Pregnancy offers no protection from abuse

PHYSICAL abuse of women, particularly during pregnancy and after giving birth, remains alarmingly high, a report from Women’s Aid reveals.

Women who contacted the organisation last year talked about being slapped, punched, stabbed with knives or broken glass and being kicked in the face.

They also talked about the humiliation of being spat on or urinated on.

“Physical abuse remains worryingly high and it is often combined with threats to kill that are sometimes enacted or described in great detail,” said Women’s Aid director Margaret Martin.

Ms Martin said there had been 826 incidents of sexual abuse, which was traditionally not disclosed by women experiencing domestic violence.

Of major concern were the 335 rapes within relationships reported to the service last year. “This is happening in Ireland where, despite everybody’s best efforts, there has only been one successful marital rape conviction.”

Financial abuse was also trapping women in relationships with their partners using the recession to justify the abuse.

There were incidents where women’s bank cards were taken and their joint bank accounts emptied. Women were denied food for themselves and their children and money for basic household bills.

“So what do you do? You have no place to go; you have no money to get there; you have no way out. You really are very effectively trapped.”

Ms Martin said Women’s Aid was particularly concerned about the level of abuse in pregnancy and in the post natal period.

“Pregnancy does not offer protection from domestic violence. In fact, international research shows that 25% of women who experience domestic violence are physically assaulted for the first time in pregnancy,” she said.

Last year, Women’s Aid heard from women who were beaten and raped while they were pregnant, often resulting in miscarriage.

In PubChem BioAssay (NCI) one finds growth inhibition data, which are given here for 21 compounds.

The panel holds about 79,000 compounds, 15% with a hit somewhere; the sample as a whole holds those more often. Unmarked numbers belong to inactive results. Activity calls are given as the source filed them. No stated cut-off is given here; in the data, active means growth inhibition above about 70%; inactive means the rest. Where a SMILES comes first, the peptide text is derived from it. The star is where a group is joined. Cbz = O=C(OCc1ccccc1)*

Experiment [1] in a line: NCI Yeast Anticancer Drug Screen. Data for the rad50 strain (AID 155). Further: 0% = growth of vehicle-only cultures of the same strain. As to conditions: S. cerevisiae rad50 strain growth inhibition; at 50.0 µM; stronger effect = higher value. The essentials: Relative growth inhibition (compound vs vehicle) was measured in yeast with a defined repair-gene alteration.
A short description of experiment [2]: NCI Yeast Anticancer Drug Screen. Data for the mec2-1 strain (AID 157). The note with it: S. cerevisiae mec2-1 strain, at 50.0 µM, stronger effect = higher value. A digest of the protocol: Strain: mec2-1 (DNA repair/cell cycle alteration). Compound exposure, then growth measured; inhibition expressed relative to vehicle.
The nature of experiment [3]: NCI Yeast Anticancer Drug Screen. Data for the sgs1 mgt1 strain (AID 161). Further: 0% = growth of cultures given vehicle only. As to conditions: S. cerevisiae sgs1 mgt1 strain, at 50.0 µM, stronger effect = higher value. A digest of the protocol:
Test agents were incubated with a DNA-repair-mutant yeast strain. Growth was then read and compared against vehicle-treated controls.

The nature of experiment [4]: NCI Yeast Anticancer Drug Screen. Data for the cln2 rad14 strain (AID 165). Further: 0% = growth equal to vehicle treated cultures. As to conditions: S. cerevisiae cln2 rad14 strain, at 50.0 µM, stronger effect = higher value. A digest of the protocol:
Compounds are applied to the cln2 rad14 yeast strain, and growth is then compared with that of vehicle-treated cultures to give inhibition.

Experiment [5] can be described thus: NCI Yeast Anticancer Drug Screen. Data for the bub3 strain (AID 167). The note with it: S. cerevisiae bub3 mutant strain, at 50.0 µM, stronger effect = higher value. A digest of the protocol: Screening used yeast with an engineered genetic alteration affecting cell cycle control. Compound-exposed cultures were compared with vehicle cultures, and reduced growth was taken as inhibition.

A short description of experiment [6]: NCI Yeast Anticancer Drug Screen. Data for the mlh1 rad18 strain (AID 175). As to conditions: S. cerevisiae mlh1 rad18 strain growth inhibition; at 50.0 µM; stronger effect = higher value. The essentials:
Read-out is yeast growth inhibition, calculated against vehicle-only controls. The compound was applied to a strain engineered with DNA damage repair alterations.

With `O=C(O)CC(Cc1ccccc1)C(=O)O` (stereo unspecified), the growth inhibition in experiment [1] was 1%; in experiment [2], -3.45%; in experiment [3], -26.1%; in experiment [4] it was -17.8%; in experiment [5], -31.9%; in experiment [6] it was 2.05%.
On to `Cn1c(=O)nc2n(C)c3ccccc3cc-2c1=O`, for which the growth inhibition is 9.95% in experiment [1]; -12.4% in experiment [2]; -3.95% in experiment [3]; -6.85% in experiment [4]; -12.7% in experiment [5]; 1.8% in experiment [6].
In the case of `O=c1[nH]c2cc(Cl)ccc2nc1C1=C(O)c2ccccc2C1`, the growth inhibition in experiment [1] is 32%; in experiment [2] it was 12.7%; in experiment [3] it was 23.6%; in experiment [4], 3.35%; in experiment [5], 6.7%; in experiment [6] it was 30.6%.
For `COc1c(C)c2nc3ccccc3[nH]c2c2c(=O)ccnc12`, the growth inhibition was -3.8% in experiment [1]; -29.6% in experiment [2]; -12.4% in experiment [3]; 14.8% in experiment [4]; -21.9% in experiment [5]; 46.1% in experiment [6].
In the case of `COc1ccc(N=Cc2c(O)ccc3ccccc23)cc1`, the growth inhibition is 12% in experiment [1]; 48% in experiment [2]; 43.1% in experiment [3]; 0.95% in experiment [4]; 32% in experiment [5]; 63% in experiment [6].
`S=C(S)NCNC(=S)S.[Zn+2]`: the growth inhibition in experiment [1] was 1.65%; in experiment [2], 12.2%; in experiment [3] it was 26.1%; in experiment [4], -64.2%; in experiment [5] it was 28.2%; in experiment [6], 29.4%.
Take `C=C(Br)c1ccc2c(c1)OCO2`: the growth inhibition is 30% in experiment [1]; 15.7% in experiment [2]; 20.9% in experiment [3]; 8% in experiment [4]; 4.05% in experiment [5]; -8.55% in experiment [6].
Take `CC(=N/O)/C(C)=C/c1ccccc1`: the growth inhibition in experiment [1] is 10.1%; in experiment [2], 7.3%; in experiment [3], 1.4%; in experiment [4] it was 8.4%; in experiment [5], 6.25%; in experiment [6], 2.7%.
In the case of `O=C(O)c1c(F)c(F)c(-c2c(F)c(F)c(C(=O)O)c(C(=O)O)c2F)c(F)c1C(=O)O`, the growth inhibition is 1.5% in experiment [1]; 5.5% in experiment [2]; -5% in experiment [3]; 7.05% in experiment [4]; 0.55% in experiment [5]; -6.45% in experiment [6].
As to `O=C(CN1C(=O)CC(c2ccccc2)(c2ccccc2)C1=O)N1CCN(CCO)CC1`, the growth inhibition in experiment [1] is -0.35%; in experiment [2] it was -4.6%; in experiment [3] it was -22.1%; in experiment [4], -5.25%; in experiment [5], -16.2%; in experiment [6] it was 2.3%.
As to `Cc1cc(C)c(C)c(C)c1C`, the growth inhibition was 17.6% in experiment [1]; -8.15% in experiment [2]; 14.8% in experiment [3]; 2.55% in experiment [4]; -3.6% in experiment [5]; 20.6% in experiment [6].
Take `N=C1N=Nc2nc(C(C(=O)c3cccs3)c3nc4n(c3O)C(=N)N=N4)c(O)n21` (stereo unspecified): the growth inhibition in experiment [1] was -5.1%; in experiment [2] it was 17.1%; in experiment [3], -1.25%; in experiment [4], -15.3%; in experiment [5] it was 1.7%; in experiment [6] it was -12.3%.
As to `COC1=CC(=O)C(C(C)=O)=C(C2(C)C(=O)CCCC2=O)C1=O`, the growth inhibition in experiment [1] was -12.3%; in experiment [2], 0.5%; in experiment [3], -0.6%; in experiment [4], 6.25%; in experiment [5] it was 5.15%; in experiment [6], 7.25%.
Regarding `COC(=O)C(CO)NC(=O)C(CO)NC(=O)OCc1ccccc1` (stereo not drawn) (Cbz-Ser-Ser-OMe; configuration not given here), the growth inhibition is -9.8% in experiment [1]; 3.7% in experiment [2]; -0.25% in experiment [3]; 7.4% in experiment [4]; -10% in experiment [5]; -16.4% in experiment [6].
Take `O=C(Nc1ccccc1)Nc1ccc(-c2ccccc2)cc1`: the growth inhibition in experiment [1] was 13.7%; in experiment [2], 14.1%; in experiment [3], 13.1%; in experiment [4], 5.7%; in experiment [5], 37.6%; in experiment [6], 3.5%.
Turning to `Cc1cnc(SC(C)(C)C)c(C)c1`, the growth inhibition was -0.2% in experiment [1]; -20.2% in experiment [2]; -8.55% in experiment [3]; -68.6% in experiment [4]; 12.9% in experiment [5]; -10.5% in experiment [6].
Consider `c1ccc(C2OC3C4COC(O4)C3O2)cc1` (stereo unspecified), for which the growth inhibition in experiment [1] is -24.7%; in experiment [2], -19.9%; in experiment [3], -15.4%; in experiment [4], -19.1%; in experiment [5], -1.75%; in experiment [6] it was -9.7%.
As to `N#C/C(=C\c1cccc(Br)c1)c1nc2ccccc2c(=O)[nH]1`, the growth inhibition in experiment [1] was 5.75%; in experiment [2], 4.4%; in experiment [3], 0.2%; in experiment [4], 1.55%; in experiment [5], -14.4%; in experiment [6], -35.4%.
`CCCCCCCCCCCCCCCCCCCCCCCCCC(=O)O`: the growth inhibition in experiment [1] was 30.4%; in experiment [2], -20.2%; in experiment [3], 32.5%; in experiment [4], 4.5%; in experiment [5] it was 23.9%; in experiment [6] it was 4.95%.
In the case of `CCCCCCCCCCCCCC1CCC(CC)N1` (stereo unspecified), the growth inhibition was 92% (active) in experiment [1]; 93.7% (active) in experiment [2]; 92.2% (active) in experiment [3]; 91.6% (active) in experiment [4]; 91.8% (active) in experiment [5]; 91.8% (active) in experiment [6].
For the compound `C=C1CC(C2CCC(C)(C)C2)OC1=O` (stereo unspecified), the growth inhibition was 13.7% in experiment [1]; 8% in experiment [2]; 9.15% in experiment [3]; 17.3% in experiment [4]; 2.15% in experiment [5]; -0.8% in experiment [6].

Ms Martin said they heard from women who were not allowed to bond with their babies or pick them up.

“We hear from women who are forbidden to breastfeed their child, who are raped in the weeks following child birth and women who are beaten while holding their baby.”

Concern was also expressed about the 1,814 specific disclosures of child abuse to the helpline last year.

The abuse included verbal abuse, including name calling, constant shouting into children’s faces, holding children by the neck against the wall and threatened and actual abuse including beatings, attempted stabbings and children being thrown across the room.

Women’s Aid board member and family law solicitor, Ursula Regan, said many children caught up in domestic violence situation, either directly or indirectly, had no one to speak on their behalf in court.

“There are some judges who will ask to talk to the children but they have no expert evidence witness to rely on,” she said.

“We have children who are the silent victims of domestic violence and we compound it as a society, as a government and as practitioners because we don’t give them a voice in court,” she added.

* Women’s Aid national freephone number is 1800 341900.

© Irish Examiner Ltd. All rights reserved

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